For a common European action on care!
The Employment and Social Affairs (EMPL) and Gender Equality (FEMM) committees have adopted by a large majority the initiative report for a common European action on care. This text is European Parliament's contribution to the care strategy announced by the President of the European Commission at the end of the summer.
With this report, the European Parliament proposes the establishment of a "Care Deal" to value the work of carers, while fighting against gender inequalities and fully implementing the European Child Guarantee. It recognises the challenges of demographic change in Europe and the need for personal care services.
Véronique Trillet-Lenoir and Susana Solis, representatives of the Renew Europe group in the negotiations, defended a set of priorities:
- Fighting against medical deserts and guaranteeing access to care in all territories, especially in rural and overseas areas. This means training and recruiting staff, increasing investment and developing digital health.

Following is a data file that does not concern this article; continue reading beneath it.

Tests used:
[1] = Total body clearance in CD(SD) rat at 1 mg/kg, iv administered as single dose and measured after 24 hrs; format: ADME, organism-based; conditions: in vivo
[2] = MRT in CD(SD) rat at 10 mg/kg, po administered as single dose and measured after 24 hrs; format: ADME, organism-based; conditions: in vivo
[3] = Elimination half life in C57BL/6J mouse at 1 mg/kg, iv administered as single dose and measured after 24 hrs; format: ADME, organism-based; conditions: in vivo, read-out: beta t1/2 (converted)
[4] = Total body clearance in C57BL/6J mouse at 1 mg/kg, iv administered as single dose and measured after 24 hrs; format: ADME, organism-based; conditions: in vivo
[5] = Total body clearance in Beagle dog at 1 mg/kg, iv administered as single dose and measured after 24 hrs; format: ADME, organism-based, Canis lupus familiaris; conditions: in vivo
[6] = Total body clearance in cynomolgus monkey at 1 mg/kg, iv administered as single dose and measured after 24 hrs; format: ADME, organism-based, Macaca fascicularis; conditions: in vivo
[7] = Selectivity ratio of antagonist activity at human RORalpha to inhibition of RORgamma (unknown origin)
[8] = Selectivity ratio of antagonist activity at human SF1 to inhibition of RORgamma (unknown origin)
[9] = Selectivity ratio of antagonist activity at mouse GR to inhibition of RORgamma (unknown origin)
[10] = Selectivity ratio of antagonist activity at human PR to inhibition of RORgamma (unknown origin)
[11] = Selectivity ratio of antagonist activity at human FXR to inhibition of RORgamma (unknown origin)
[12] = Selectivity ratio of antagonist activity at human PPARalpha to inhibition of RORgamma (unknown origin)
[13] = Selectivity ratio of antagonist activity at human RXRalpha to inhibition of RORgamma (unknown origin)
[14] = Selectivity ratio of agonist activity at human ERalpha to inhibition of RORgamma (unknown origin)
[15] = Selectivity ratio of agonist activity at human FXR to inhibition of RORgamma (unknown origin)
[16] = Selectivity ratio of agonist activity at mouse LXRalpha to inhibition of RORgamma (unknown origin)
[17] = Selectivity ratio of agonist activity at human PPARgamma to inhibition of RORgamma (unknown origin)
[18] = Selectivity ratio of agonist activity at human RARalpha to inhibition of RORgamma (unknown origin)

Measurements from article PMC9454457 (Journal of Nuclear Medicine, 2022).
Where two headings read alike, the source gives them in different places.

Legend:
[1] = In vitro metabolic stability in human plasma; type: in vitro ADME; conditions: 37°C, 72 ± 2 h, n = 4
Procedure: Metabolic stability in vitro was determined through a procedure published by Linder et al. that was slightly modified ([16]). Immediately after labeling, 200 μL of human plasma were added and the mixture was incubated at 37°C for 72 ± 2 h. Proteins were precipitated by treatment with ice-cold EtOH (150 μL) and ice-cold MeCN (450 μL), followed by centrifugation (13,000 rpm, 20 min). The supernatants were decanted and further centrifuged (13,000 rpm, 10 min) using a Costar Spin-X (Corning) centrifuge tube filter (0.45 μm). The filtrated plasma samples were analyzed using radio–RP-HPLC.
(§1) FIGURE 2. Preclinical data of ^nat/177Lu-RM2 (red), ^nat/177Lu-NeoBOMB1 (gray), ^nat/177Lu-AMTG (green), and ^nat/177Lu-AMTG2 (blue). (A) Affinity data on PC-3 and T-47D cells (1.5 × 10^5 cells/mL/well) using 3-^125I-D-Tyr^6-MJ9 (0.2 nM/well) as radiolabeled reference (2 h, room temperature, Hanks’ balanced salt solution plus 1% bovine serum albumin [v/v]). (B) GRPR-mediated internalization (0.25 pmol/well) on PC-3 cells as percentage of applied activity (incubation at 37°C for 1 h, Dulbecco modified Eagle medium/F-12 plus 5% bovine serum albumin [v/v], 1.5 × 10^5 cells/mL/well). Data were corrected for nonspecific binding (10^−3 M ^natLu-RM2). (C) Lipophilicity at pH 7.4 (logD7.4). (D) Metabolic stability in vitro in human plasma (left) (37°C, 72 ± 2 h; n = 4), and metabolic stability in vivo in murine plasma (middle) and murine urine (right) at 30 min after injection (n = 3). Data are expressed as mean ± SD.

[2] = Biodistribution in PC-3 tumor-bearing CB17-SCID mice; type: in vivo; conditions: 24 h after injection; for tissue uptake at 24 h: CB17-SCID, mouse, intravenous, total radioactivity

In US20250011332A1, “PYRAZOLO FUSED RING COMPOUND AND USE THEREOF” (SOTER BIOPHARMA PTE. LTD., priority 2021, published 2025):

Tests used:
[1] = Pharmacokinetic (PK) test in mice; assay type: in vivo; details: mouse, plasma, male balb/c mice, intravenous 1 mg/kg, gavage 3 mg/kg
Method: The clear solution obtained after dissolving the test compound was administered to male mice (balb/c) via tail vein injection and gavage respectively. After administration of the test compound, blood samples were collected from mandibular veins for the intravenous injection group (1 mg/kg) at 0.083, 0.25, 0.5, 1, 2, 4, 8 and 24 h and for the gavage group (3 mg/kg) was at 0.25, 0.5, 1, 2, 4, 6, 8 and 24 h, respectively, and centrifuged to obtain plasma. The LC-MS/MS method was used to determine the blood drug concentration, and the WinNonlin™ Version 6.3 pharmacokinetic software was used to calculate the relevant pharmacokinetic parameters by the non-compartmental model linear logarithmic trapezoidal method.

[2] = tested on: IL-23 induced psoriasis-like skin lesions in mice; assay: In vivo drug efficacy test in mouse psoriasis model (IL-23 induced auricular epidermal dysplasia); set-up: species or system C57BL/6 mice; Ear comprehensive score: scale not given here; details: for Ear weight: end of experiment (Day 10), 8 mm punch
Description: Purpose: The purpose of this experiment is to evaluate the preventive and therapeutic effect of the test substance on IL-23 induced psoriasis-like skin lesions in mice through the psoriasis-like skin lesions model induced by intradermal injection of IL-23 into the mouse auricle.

- Enhancing the value of the work of care workers by improving the attractiveness of the professions, in particular through better recognition of the experience acquired, by strengthening vocational training and, of course, by increasing wages. These measures would allow to tackle the care drain from Central and Eastern Europe to the West, a contributing factor to labour shortages in the departing regions.
- Enabling carers to focus on care rather than on administrative tasks, facilitating home adaptation and encouraging better task sharing between health professionals.
- Supporting informal carers by guaranteeing them a set of rights (leave, training, pension) as well as financial support.
- Making mental health a priority, as carers have been particularly exposed to stress and anxiety during the pandemic.
“While the Covid-19 pandemic has further exacerbated pre-existing challenges, this initiative report addresses the priorities to be taken into account and the opportunities to seize. It highlights the need to provide high quality, accessible, and affordable care services for all.” Véronique Trillet-Lenoir.